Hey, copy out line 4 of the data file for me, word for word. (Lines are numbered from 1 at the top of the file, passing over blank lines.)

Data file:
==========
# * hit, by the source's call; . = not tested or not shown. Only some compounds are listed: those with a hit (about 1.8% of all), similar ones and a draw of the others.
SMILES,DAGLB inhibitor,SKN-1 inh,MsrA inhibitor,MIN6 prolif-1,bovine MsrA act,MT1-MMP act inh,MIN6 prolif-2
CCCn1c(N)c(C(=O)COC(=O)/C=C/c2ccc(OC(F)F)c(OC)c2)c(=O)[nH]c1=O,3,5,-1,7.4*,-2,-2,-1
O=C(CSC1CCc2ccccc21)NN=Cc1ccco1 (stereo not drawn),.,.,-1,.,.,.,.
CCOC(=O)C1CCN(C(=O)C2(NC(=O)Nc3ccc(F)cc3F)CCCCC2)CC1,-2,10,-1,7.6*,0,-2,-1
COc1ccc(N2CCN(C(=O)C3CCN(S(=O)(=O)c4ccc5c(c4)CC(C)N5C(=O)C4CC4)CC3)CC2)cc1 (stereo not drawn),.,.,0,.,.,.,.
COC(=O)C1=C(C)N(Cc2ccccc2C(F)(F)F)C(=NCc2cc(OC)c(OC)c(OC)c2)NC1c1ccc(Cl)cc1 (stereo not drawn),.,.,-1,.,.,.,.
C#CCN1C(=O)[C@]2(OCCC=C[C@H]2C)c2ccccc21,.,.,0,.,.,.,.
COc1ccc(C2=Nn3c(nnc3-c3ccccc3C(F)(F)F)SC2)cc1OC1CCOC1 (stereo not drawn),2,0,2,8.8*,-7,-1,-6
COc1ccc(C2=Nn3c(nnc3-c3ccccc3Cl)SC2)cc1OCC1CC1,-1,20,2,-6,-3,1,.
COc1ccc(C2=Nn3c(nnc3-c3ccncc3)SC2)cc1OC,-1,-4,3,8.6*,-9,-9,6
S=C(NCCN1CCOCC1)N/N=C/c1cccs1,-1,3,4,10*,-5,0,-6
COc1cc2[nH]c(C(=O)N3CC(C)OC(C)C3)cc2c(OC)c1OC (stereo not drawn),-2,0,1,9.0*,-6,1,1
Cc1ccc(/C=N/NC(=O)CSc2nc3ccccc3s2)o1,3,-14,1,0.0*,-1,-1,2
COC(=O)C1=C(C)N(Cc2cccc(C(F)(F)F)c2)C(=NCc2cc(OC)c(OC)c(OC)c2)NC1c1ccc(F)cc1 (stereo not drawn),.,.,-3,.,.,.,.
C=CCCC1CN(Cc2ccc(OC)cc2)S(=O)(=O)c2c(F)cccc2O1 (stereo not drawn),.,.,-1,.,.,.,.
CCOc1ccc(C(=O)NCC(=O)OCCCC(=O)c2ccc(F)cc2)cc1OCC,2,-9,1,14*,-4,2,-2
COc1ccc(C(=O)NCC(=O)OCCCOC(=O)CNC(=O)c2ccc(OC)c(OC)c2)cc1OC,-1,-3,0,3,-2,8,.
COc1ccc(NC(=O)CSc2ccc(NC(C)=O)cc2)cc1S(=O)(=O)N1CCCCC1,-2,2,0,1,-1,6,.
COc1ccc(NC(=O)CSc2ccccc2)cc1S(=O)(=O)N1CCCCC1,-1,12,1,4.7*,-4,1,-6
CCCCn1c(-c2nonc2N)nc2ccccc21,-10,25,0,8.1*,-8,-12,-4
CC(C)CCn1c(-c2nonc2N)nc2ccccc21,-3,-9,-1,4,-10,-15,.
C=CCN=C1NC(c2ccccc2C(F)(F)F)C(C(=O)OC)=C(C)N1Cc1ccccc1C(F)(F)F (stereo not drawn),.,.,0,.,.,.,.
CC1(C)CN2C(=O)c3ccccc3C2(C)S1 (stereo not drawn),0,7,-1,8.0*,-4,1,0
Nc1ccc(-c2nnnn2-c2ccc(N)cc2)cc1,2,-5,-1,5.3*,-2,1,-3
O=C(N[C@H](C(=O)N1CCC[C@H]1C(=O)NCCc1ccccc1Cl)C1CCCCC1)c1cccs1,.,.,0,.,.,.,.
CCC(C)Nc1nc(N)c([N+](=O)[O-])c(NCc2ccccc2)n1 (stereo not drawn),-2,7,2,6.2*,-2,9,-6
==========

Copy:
O=C(CSC1CCc2ccccc21)NN=Cc1ccco1 (stereo not drawn),.,.,-1,.,.,.,.